Happy New Year! As we make our resolutions to get in shape this year, it reminds me that we always want our smiles to be in their best shape too. And we all want the best for our babies too. But are great smiles grown at home, or are they made in the dental office? We’re all aware that braces can be necessary to straighten teeth, but is there a way to prevent the need for cosmetic dental work altogether?
As my readers and patients know all too well, prevention is the name of the game in my office. So, let’s discuss what’s in your control and what isn’t when it comes to your baby’s smile. Much of how we look is genetic and is programmed well before we’re born. These include the number of teeth, tooth size, tooth shape, and general shading of the teeth. Soft tissues may have what’s called tongue tie or lip tie. The shape of our face and jaw is also predetermined. Sometimes deformities happen as well. Let’s break down each of the items out of our control.
Many people are born missing teeth. A child may have all their baby teeth but never develop certain adult teeth. Some are born with extra teeth. This means there may not be enough space in the mouth for all the teeth, and some teeth may not have room to grow in at all.
Let’s face it. Some people have big teeth, and some have small ones. Some are rounder, and some may look pointier. There isn’t anything you can do about that.
Baby teeth are typically several shades whiter than adult teeth. This is due to differences in mineral content in the enamel of the two sets. Often people will think their child’s first few grown-up teeth are coming in “yellow.” But don’t worry, they just appear that way next to baby teeth.
A frequent issue is lip-tie and/or tongue-tie. Tongue-tie is when a little piece of skin attaches the tip of the tongue to the floor of the mouth (see photo below), keeping it from moving freely. In older kids, this may influence speech development and cause some sounds to be mispronounced. A lip-tie is when the upper lip is tightly pinned to the upper gums and can prevent a baby from nursing because they cannot latch to the nipple well enough. Also, lip-tie nearly always results in a gap between the two front teeth of younger and older children.
FACE AND JAW SHAPE
This one is more straightforward. A small face or small jaw will have less room for teeth (especially larger ones) so they are more likely to be bunched up or crooked. Larger jaws (with smaller teeth) are more likely to have gaps and spacing. This is the cause of an underbite or overbite and can require professional intervention.
A cleft lip is when the structures forming the upper lip and face don’t come all the way together before birth. Cleft palate is when this happens in the back of the mouth. It can be very mild, barely noticeable, or severe, requiring one or more surgeries to repair. There may be a genetic predisposition, but unfortunately, this is not predictable or preventable.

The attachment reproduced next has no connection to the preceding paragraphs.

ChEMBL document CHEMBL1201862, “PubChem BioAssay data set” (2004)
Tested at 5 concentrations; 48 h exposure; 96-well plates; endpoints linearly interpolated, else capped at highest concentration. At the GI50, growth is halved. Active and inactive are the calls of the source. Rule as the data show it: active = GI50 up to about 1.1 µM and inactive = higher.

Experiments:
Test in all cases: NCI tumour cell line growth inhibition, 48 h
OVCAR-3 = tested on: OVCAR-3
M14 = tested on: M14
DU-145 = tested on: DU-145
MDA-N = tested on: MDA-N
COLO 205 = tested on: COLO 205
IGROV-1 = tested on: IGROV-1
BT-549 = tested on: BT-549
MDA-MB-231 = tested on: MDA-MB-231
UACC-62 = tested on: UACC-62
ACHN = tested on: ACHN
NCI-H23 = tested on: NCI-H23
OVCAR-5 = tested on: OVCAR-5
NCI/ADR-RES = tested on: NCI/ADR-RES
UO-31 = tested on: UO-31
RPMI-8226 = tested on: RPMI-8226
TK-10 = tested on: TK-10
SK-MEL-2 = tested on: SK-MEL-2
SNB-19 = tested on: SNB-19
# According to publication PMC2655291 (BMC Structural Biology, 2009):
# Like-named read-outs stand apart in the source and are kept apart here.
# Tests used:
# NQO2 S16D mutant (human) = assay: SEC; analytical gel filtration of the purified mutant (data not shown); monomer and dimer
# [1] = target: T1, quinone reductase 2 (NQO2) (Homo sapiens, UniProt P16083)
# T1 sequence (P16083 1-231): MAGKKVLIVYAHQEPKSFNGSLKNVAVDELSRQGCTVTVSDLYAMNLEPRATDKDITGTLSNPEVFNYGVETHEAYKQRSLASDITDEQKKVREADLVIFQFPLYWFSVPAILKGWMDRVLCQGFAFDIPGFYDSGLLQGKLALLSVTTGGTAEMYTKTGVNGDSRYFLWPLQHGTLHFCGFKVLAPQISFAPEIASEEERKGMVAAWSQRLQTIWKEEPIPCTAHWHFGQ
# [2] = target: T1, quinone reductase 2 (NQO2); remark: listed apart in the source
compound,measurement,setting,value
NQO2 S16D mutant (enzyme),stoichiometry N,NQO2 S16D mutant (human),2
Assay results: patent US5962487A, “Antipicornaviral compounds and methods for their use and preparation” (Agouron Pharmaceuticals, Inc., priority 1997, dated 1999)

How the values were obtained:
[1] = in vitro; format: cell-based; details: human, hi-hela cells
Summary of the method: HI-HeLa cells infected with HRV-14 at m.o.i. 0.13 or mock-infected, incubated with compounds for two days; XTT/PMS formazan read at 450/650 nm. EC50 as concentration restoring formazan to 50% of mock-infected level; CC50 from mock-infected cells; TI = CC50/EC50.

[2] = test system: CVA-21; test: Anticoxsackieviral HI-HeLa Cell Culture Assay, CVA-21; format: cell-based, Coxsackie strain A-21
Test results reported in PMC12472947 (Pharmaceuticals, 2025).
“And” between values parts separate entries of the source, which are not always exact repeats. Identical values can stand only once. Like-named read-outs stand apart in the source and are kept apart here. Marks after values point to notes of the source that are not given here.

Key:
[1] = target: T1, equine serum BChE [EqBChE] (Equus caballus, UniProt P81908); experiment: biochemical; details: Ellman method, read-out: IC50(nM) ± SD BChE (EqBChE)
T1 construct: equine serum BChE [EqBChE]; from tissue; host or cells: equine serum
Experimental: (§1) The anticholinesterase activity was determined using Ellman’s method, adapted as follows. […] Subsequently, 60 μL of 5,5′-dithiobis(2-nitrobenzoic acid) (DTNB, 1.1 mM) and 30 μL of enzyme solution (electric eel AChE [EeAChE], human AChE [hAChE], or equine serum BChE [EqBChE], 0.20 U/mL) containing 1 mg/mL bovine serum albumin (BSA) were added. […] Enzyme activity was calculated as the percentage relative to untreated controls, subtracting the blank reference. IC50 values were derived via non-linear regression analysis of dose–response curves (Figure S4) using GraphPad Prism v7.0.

Now that we have what you can’t control out of the way, let’s touch on what you can control. Keep in mind that your friendly local pediatric dentist may need to help you with some of it, so start your checkups by your kiddo’s first birthday.
Common preventable issues include misplaced teeth from a sucking or chewing habit, crooked teeth from a baby tooth that won’t come out, stained teeth from lack of brushing, and cavities from a diet problem. Let’s tackle these:
DECAY FROM POOR HYGIENE AND DIET
Let’s get this one out of the way first because it’s most important. Brush your baby’s teeth! And do not let them sleep with bottles or carry sip cups throughout the day. I cannot stress this enough.
I also recommend using children’s fluoridated toothpaste.
Even without cavities, lack of brushing can cause staining on teeth that turns yellow, orange, or even green. This is the most preventable problem, and it just takes effort and consistency to keep teeth their brightest. Using iron supplements can cause stubborn black stains, which can be brushed away eventually. Anemic children often take iron and show these stains. Some stains cannot be removed. Taking tetracycline antibiotics by pregnant women or newborns can cause teeth to grow in with dark brown enamel that cannot be lightened. These drugs should be avoided when possible if you’re expecting.
I say misplaced and not “crooked” here because we are talking about habits that actually move teeth around. Overuse of a pacifier or frequent thumb/finger sucking can cause the teeth to tilt in, flare out, or make openings in front teeth while back teeth are closed. Pacifiers connected to a stuffed animal can be even worse because the toy’s weight increases the force moving the teeth. Ween your baby from the pacifier as soon as possible and gently discourage finger sucking. Get your pediatric dentist involved if it’s a tough habit to break. We can recommend helpful products on a case-by-case basis.
CROOKED TEETH FROM STUCK BABY TEETH
One of the all-time top reasons for concerned parents bringing their kids to me is what’s often called “shark teeth” (see photo). This is when the grown-up front teeth are growing in before the baby teeth have fallen out. It can look very concerning, but it’s not a big deal if the baby teeth are loose. If the baby teeth are not loose when this happens, it may be necessary to have the baby tooth pulled, or else braces are much more likely in the future.
This is a lot of information and can sometimes be hard to process. The moral of the story is, bring your baby to a pediatric dentist for a checkup as early as possible. Whether you think something is wrong or not. You get all the information you need customized to serve your family best. Feel free to reach out to me at any time at @dr.raytucker on Instagram. Thank you so much for reading, and have a great start to your year.